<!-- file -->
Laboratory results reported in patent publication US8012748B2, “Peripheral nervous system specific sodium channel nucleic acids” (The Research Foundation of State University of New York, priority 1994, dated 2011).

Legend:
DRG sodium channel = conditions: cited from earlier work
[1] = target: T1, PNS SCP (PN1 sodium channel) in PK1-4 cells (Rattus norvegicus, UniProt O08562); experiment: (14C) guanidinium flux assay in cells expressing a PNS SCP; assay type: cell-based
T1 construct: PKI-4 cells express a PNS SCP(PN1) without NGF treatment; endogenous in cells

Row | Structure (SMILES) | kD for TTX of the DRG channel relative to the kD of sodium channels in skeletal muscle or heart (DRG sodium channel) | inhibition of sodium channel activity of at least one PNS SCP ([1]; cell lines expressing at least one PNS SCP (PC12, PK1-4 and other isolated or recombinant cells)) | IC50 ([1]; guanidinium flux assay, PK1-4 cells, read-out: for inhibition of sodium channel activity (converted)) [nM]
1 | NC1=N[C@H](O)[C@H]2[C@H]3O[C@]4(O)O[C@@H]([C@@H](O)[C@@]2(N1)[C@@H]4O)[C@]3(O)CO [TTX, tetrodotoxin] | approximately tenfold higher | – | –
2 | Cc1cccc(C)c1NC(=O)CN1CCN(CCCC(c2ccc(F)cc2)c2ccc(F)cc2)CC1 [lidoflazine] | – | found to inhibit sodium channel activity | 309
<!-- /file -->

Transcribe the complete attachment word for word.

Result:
Laboratory results reported in patent publication US8012748B2, “Peripheral nervous system specific sodium channel nucleic acids” (The Research Foundation of State University of New York, priority 1994, dated 2011).

Legend:
DRG sodium channel = conditions: cited from earlier work
[1] = target: T1, PNS SCP (PN1 sodium channel) in PK1-4 cells (Rattus norvegicus, UniProt O08562); experiment: (14C) guanidinium flux assay in cells expressing a PNS SCP; assay type: cell-based
T1 construct: PKI-4 cells express a PNS SCP(PN1) without NGF treatment; endogenous in cells

Row | Structure (SMILES) | kD for TTX of the DRG channel relative to the kD of sodium channels in skeletal muscle or heart (DRG sodium channel) | inhibition of sodium channel activity of at least one PNS SCP ([1]; cell lines expressing at least one PNS SCP (PC12, PK1-4 and other isolated or recombinant cells)) | IC50 ([1]; guanidinium flux assay, PK1-4 cells, read-out: for inhibition of sodium channel activity (converted)) [nM]
1 | NC1=N[C@H](O)[C@H]2[C@H]3O[C@]4(O)O[C@@H]([C@@H](O)[C@@]2(N1)[C@@H]4O)[C@]3(O)CO [TTX, tetrodotoxin] | approximately tenfold higher | – | –
2 | Cc1cccc(C)c1NC(=O)CN1CCN(CCCC(c2ccc(F)cc2)c2ccc(F)cc2)CC1 [lidoflazine] | – | found to inhibit sodium channel activity | 309